[ 48 Pa. Commw. Page 308]

    have held to be exclusive remedies only where subsequent Department action is an attempt to unilaterally reverse a prior Board decision, Westinghouse Broadcasting Co. v. Board of Finance and Revenue, 14 Pa. Commonwealth Ct. 59, 321 A.2d 413 (1974), nor barred by principles of res judicata, see Department of Environmental Resources v. Pennsylvania Power Co., 34 Pa. Commonwealth Ct. 546, 384 A.2d 273 (1978). Under the facts presented here, we conclude that the Board's initial ruling as to two stocks on taxpayers' Schedule D was a limited one involving a narrow issue; it did not preclude the Department's subsequent review of gains on other stocks on Schedule D.

We now turn to taxpayers' second argument, an attack upon the substance of the Department's subsequent assessment with regard to other Schedule D gains. Taxpayers contend that the Department, in substituting June 1, 1971 value for actual acquisition cost on all property acquired prior to June 1, 1971, even in instances in which actual acquisition cost exceeded June 1, 1971 value, taxed income which taxpayers never in fact realized, and to that extent misapplied the 1974 basis amendment. We agree.

As originally enacted, Section 303(a)(3) of the Code, which provides for the computation of net gains or income from disposition of property for purposes of personal income taxation, was, aside from the mandate that "accepted accounting principles" be used, silent as to the method to be used in calculating the basis of property. This section was amended in 1974, see note 2 supra, to provide retroactively a basis measured by June 1, 1971 fair market value for property acquired prior to June 1, 1971, and a basis measured by acquisition cost for property acquired subsequent to June 1, 1971.

In making its subsequent assessment, the Department applied this amended basis provision to the computation

[ 48 Pa. Commw. Page 309]

    of gains reported on Schedule D of taxpayers' 1972 return without regard to the fact that taxpayers' acquisition costs for many of the holdings of stock listed on that schedule were greater than the fair market value of those stocks as of June 1, 1971.*fn5 As a result, the Department subtracted from sale price the artificially low June 1, 1971 basis and imputed to taxpayers a recognized gain that was greater than the gain they actually realized.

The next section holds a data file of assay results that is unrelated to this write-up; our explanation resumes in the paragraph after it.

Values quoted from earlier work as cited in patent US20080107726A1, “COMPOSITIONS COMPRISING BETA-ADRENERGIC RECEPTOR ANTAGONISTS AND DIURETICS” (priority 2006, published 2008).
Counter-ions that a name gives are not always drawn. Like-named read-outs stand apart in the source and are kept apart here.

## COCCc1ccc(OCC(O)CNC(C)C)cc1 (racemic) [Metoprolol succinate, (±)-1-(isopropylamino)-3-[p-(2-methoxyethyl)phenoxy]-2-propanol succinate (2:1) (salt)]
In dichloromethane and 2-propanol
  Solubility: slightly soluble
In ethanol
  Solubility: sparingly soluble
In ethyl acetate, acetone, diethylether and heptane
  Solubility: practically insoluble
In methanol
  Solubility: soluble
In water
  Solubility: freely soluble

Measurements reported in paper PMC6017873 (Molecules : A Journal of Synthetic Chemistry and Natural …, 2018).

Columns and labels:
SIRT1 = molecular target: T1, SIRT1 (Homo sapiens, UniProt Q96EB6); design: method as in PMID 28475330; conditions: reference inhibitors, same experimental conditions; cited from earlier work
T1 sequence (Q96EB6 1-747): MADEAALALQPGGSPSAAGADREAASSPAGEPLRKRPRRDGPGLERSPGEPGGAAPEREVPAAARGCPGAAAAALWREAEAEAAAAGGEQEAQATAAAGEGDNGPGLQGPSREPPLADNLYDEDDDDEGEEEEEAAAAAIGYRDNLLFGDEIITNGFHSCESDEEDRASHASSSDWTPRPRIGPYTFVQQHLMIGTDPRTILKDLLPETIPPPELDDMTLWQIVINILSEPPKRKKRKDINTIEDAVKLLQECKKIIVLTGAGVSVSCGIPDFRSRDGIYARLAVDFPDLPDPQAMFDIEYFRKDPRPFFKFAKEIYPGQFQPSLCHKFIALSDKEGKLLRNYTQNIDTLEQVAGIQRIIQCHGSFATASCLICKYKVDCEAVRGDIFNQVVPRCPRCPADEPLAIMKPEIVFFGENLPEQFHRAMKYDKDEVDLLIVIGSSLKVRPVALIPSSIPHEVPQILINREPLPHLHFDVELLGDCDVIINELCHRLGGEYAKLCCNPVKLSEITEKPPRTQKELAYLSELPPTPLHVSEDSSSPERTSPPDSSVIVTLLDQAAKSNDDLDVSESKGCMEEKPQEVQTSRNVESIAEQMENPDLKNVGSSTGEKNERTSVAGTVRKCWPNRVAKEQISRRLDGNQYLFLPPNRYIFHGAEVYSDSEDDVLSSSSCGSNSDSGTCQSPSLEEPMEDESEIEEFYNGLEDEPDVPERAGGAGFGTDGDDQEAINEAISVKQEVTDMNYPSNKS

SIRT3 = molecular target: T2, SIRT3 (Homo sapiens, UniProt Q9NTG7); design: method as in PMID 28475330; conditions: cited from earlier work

A simple example of the Department's application of the basis provision in this case is as follows: assume that taxpayers purchased property in 1960 for $10, that the property had a fair market value on June 1, 1971, of $5, and that taxpayers sold it on December 31, 1971, for $15. Though taxpayers actually realize a gain of $5, the Department, literally applying the language of the 1974 basis amendment, would measure taxpayers' gain from the $5 June 1, 1971 value and find a "gain" of $10. We do not believe that the legislature intended such a result.

When interpreting the provisions of a statute to ascertain the intent of the General Assembly, we look first to the face of the statute itself. Article III of the Code, 72 P.S. § 7301 et seq., imposes a tax on certain classes of resident individuals' "income." Section 301(j) of the Code, 72 P.S. § 7301(j), defines income as "compensation, net profits, gains, dividends, interest or income enumerated and classified under Section 303 of this article." Section 303(a)(3) of the Code, 72 P.S. § 7303(a)(3), which addresses the class of income here at issue, net gains or income from disposition

[ 48 Pa. Commw. Page 310]

    of property, embodies the contested provisions for determining the basis of property acquired prior to June 1, 1971, but provides no further elucidation as to the meaning of income.

Where, as here, no clear definition of a key word is provided by the statute, Section 1903(a) of the Statutory Construction Act of 1972 (Statutory Construction Act), 1 Pa. C.S. § 1903(a) directs that the word shall be construed according to its "common and approved usage." While we attempt no exhaustive exposition of the meaning of income for purposes of Pennsylvania income taxation, we do not hesitate to assert that, contrary to the Department's application of the basis provision, the "common and approved" definition of income does not include a benefit which taxpayers have not and will not ever realize. See Black's Law Dictionary 906 (4th ed. rev. 1968); Webster's Third New International Dictionary 1143 (1966). Sections 1921(c)(6) and 1922(1) of the Statutory Construction Act, 1 Pa. C.S. §§ 1921(c)(6), 1922(1), which permit us to consider the consequence of a particular interpretation and to presume that the General Assembly did not intend a result that is absurd, impossible of execution, or unreasonable, supply additional support for this construction.